The News Service
Call of the wild
Without words, bullfrogs communicate through stutters in their croaks
Short gaps in the croaks of a bullfrog’s normal call likely convey messages, according to a new Brown study. Researchers recorded 2,536 calls of bullfrogs in natural choruses and found the stutter has a communication function and does not simply represent fatigue.
PROVIDENCE, R.I. — Male bullfrogs communicate with other bullfrogs through calls made up of a series of croaks, some of which contain stutters, according to a new Brown University study which describes a pattern not previously identified in scientific literature.
Researchers recorded 2,536 calls from 32 male bullfrogs in natural chorus and analyzed the number of croaks in each call and the number of stutters in each croak. It is known that the male bullfrog’s call attracts females for mating, maintains territorial boundaries with other males, and indicates that the frog is healthy and aggressive.
“Some animals have evolved large, complex vocabularies to communicate, while others say a lot with very limited numbers of calls,” said Andrea Simmons, professor of psychology, who presented the findings at 75th meeting of the Acoustical Society of America Monday, May 24, 2004. “A fundamental question in the study of communication by sound is ‘how much information can a sender convey in a single sound’?”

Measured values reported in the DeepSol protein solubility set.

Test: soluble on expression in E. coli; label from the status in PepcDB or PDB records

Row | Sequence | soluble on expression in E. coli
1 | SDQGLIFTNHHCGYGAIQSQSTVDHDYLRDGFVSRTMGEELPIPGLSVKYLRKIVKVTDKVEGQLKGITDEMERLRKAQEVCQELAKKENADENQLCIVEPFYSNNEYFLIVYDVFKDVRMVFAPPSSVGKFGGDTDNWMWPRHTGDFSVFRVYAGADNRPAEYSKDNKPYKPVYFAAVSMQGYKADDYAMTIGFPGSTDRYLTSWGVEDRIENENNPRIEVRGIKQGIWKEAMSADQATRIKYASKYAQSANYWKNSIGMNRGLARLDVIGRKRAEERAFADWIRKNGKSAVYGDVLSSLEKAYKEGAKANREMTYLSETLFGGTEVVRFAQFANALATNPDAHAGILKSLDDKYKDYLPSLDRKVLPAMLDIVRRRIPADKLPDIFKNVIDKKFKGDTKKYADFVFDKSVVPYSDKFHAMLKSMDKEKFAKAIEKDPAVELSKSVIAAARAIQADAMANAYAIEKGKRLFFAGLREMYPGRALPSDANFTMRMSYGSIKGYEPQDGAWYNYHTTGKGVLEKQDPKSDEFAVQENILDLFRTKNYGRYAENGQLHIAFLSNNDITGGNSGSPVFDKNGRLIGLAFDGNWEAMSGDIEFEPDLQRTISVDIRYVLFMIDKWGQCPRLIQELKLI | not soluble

Within a single vocalization, the frogs exhibited a pattern of croaks with and without stutters that appeared to have a communication function and did not simply represent that a male was getting tired, Simmons said.
An acoustic analysis showed the stutters followed certain rules: 100 percent of the recorded calls began with a croak containing no stutters; when the frogs started stuttering they generally did so within a croak that contained one stutter only; when they increased or decreased stutters from croak-to-croak, they did so by only a single stutter.
Stuttering did not occur because a frog was “running out of breath,” said the researchers. If that were the case, a less structured pattern of stutters would occur. More likely, the frog inserted stutters in the call to extend the length of his individual calls while reducing the amount of air exchange needed, similar to what occurs when opera singers insert vibrato in extended notes.
To determine how the frog’s calls were perceived, researchers played pre-recorded stuttering and non-stuttering calls through a loudspeaker to individual males. The frogs appeared to use non-stuttered calls for aggressive or territorial purposes. Males produced the stuttered calls more frequently at certain points during the breeding season, indicating the stuttering may be involved in attracting a mate.
Simmons conducted the study with Dianne Suggs, a graduating senior in psychology, who used it as the basis of her undergraduate honors thesis. Suggs was supported by a grant through the Undergraduate Teaching and Research Assistantship (UTRA) program. Simmons’ laboratory is supported by a research grant from the National Institutes of Health.